Companies today are often not equipped to sell secure software, because they are not incentivized to do so, and because consumers are in no position to demand it. But this market failure won’t last long.
Governments are in the process of passing new laws to ensure higher standards for software security and data privacy. The era in which tech companies inadequately test their software for security and privacy vulnerabilities is coming to an end. Last year, for example, California became the first U.S. state to enact basic standards for software used in the “internet of things.” And various proposed state laws around the country would raise the penalties for privacy or security failures. Similar efforts are ongoing around the world, from India to Brazil.
Software companies and their corporate customers shouldn’t wait to take action. To start with, they should not only gauge their level of security in terms of the patches they install or the incidents they respond to, but also consider the labor-intensive, ongoing processes they devote to preventing privacy and security vulnerabilities. That means that the time devoted to testing software and maintaining it once it is deployed will become central metrics in securing enterprise data.
Companies that create and deploy software can ready themselves by adopting two additional strategies.
First, they must focus on embedding security processes into the software design and deployment life cycle as early and as often as possible. Companies that purchase software should continuously track their attack surface and ensure that the teams appointed to simulate attackers are actively probing company networks and testing security readiness.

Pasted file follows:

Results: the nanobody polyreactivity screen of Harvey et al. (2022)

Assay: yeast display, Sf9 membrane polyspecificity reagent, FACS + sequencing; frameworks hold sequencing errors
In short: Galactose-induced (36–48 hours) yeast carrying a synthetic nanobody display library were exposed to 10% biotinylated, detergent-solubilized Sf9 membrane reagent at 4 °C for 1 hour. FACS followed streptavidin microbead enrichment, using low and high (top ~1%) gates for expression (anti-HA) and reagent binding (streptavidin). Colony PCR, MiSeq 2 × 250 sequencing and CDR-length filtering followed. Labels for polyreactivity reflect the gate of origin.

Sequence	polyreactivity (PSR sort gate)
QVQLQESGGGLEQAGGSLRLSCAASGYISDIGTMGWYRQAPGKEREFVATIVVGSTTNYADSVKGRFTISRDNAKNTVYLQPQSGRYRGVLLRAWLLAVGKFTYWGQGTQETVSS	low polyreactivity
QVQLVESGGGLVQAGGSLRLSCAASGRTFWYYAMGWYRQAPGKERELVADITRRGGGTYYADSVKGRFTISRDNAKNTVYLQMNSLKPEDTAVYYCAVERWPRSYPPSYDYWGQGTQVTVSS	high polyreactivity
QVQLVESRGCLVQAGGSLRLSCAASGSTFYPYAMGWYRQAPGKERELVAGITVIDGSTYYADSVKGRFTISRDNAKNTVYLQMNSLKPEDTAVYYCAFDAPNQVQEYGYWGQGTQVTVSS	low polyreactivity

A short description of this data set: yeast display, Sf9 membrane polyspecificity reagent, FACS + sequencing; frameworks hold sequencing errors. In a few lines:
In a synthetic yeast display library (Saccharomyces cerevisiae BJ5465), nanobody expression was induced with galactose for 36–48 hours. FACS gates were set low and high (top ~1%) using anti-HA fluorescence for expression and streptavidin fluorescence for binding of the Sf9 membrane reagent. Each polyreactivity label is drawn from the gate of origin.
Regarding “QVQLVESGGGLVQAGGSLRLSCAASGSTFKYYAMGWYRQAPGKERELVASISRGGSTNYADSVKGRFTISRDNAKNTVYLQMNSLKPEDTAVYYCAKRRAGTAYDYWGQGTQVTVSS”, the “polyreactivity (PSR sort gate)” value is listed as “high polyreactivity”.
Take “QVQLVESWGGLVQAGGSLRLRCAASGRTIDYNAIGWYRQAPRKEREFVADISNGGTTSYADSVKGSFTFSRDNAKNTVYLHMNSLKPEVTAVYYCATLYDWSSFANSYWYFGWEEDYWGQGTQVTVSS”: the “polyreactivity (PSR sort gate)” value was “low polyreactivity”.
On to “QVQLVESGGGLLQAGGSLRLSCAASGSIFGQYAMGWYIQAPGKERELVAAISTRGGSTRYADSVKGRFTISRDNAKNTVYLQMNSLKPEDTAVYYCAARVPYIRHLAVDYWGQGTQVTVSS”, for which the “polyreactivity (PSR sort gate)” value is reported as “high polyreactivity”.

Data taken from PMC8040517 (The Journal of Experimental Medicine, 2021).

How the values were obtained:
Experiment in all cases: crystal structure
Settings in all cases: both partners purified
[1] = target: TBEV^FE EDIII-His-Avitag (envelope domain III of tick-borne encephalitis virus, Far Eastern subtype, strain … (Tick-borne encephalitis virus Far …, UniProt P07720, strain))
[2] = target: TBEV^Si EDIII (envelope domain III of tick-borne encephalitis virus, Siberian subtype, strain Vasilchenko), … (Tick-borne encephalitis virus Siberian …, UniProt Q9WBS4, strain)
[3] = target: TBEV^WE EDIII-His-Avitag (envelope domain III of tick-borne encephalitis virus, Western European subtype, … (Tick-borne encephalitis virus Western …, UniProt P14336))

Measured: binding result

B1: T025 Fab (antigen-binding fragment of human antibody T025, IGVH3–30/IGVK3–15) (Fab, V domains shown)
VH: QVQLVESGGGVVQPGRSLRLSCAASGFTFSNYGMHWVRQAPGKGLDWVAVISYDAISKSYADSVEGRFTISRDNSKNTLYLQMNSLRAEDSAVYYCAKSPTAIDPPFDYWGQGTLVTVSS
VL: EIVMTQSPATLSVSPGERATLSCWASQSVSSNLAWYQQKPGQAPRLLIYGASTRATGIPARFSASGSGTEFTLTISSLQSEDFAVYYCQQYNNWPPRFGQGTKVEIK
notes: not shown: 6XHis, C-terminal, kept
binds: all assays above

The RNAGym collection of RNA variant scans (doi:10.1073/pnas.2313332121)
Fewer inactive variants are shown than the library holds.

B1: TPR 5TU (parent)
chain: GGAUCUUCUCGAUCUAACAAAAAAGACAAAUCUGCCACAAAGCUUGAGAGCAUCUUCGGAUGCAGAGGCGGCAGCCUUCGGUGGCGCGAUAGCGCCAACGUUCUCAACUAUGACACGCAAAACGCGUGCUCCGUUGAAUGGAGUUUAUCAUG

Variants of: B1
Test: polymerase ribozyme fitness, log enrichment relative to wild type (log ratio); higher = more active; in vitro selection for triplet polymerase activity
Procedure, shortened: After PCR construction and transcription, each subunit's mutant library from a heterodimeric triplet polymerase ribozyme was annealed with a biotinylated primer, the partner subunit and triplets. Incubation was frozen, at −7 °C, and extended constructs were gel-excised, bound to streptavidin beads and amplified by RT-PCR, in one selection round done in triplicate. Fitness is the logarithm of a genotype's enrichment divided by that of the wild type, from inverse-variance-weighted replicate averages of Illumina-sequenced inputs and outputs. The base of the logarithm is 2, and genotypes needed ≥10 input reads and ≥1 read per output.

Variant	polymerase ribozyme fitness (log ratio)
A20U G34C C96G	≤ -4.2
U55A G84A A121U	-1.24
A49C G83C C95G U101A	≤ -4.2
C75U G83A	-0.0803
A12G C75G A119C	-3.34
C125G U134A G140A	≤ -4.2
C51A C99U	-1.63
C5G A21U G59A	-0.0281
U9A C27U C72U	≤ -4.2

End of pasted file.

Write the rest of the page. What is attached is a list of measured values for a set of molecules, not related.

Second, companies need to connect the resources they spend on privacy and security to the volume and complexity of the code they seek to protect. As the number of lines of code in any given software system grows, or as its user base expands, organizations will have to increase their efforts to protect the privacy and security of their customers.
Soon, a less than robust software security strategy will become more than a public relations liability; it will become a serious legal vulnerability. It’s best to be prepared.
(Andrew Burt is chief privacy officer and legal engineer at Immuta.)
Copyright 2019 Harvard Business School Publishing Corp. Distributed by The New York Times Syndicate.